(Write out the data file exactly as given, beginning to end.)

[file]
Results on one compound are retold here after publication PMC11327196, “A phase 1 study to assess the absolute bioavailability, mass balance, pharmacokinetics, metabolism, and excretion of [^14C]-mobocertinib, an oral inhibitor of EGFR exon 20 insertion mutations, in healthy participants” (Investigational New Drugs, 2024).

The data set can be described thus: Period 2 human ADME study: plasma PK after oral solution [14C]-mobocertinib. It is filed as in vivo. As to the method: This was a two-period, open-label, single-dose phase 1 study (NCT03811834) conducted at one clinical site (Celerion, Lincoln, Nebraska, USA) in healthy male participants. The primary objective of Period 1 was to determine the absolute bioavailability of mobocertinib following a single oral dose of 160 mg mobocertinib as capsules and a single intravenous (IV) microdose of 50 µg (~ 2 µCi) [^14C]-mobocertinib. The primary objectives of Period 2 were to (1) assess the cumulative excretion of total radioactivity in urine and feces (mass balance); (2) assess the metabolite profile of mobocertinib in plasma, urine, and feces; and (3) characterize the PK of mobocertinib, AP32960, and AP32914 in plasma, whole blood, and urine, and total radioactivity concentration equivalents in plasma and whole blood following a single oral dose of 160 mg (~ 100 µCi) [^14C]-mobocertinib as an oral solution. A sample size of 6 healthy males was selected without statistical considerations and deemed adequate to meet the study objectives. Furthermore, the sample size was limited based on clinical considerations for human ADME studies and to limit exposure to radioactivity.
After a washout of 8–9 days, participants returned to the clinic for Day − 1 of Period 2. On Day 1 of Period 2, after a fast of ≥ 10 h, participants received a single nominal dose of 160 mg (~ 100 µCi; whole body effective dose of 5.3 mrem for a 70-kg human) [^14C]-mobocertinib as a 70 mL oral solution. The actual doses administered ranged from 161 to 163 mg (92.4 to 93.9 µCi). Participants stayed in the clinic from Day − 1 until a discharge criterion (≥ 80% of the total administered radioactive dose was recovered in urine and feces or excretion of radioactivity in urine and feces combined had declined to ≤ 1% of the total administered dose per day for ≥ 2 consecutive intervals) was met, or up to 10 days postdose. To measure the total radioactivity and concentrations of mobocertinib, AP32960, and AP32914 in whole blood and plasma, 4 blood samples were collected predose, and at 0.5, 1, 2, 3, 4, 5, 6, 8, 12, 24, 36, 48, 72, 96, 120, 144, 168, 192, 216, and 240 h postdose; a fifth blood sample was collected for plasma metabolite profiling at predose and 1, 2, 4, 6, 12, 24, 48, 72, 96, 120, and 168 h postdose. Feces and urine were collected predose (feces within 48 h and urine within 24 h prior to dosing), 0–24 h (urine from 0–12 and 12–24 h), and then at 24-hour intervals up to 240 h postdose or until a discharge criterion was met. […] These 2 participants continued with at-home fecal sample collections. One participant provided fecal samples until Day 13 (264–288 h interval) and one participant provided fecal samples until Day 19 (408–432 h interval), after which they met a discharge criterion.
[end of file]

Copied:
Results on one compound are retold here after publication PMC11327196, “A phase 1 study to assess the absolute bioavailability, mass balance, pharmacokinetics, metabolism, and excretion of [^14C]-mobocertinib, an oral inhibitor of EGFR exon 20 insertion mutations, in healthy participants” (Investigational New Drugs, 2024).

The data set can be described thus: Period 2 human ADME study: plasma PK after oral solution [14C]-mobocertinib. It is filed as in vivo. As to the method: This was a two-period, open-label, single-dose phase 1 study (NCT03811834) conducted at one clinical site (Celerion, Lincoln, Nebraska, USA) in healthy male participants. The primary objective of Period 1 was to determine the absolute bioavailability of mobocertinib following a single oral dose of 160 mg mobocertinib as capsules and a single intravenous (IV) microdose of 50 µg (~ 2 µCi) [^14C]-mobocertinib. The primary objectives of Period 2 were to (1) assess the cumulative excretion of total radioactivity in urine and feces (mass balance); (2) assess the metabolite profile of mobocertinib in plasma, urine, and feces; and (3) characterize the PK of mobocertinib, AP32960, and AP32914 in plasma, whole blood, and urine, and total radioactivity concentration equivalents in plasma and whole blood following a single oral dose of 160 mg (~ 100 µCi) [^14C]-mobocertinib as an oral solution. A sample size of 6 healthy males was selected without statistical considerations and deemed adequate to meet the study objectives. Furthermore, the sample size was limited based on clinical considerations for human ADME studies and to limit exposure to radioactivity.
After a washout of 8–9 days, participants returned to the clinic for Day − 1 of Period 2. On Day 1 of Period 2, after a fast of ≥ 10 h, participants received a single nominal dose of 160 mg (~ 100 µCi; whole body effective dose of 5.3 mrem for a 70-kg human) [^14C]-mobocertinib as a 70 mL oral solution. The actual doses administered ranged from 161 to 163 mg (92.4 to 93.9 µCi). Participants stayed in the clinic from Day − 1 until a discharge criterion (≥ 80% of the total administered radioactive dose was recovered in urine and feces or excretion of radioactivity in urine and feces combined had declined to ≤ 1% of the total administered dose per day for ≥ 2 consecutive intervals) was met, or up to 10 days postdose. To measure the total radioactivity and concentrations of mobocertinib, AP32960, and AP32914 in whole blood and plasma, 4 blood samples were collected predose, and at 0.5, 1, 2, 3, 4, 5, 6, 8, 12, 24, 36, 48, 72, 96, 120, 144, 168, 192, 216, and 240 h postdose; a fifth blood sample was collected for plasma metabolite profiling at predose and 1, 2, 4, 6, 12, 24, 48, 72, 96, 120, and 168 h postdose. Feces and urine were collected predose (feces within 48 h and urine within 24 h prior to dosing), 0–24 h (urine from 0–12 and 12–24 h), and then at 24-hour intervals up to 240 h postdose or until a discharge criterion was met. […] These 2 participants continued with at-home fecal sample collections. One participant provided fecal samples until Day 13 (264–288 h interval) and one participant provided fecal samples until Day 19 (408–432 h interval), after which they met a discharge criterion.